Gestational diabetes is diabetes that develops during pregnancy. It’s usually diagnosed from a blood test 24 to 28 weeks into pregnancy.
In the UK, approximately 16 out of every 100 women will develop gestational diabetes.
Women with gestational diabetes don’t have diabetes before their pregnancy – and it usually goes away after giving birth.
But, in some women, diabetes may be diagnosed in the first 12 weeks of pregnancy –which is called the first trimester. If this is the case, they probably had diabetes before they got pregnant – and it won’t go away after giving birth.
What causes gestational diabetes?
Lots of changes happen to your body during pregnancy. Amongst the many changes is an adaptation of how insulin works. Remember insulin is also a growth hormone and in many ways pregnancy is all about growth!
Along with the physical signs, the hormones you produce can make it hard for your body to use insulin as it normally does. This puts you at an increased risk of insulin resistance, and some women can’t produce enough insulin to overcome it.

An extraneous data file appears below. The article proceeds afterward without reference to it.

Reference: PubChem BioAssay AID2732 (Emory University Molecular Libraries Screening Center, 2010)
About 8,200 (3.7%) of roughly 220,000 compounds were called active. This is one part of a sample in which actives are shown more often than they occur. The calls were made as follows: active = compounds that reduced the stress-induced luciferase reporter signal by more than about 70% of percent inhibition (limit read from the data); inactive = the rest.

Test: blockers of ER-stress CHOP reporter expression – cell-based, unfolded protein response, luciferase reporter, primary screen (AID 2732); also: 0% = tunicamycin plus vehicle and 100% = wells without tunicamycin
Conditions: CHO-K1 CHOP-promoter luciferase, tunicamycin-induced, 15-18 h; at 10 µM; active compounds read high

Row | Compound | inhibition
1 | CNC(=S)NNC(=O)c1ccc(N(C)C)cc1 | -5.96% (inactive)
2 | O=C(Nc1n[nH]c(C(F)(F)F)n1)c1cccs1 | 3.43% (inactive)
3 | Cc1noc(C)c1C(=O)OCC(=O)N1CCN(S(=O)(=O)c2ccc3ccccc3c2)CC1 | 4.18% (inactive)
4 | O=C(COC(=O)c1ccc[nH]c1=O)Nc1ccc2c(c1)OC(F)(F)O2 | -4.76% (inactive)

This makes it difficult to use glucose (sugar) properly for energy, so it stays in your blood and the sugar levels rise. This then leads to gestational diabetes.
Who’s at risk of gestational diabetes?
Any woman can develop gestational diabetes during pregnancy, but you’re at an increased risk if:
- You have a diet high in sugar, carbs and processed foods
- Your body mass index (BMI) is above 30
- You previously had a baby who weighed 4.5kg (10lb) or more at birth
- You had gestational diabetes in a previous pregnancy
- 1 of your parents or siblings has type1 diabetes
- You are of south Asian, Black, African-Caribbean or Middle Eastern origin (even if you were born in the UK)
- You don’t get sufficient sleep
If you have any questions about gestational diabetes or want some advice on how to manage it, click here to book a free consultation with Graham Phillips, a NHS professional and founder of ProLongevity, who can guide you down the right path.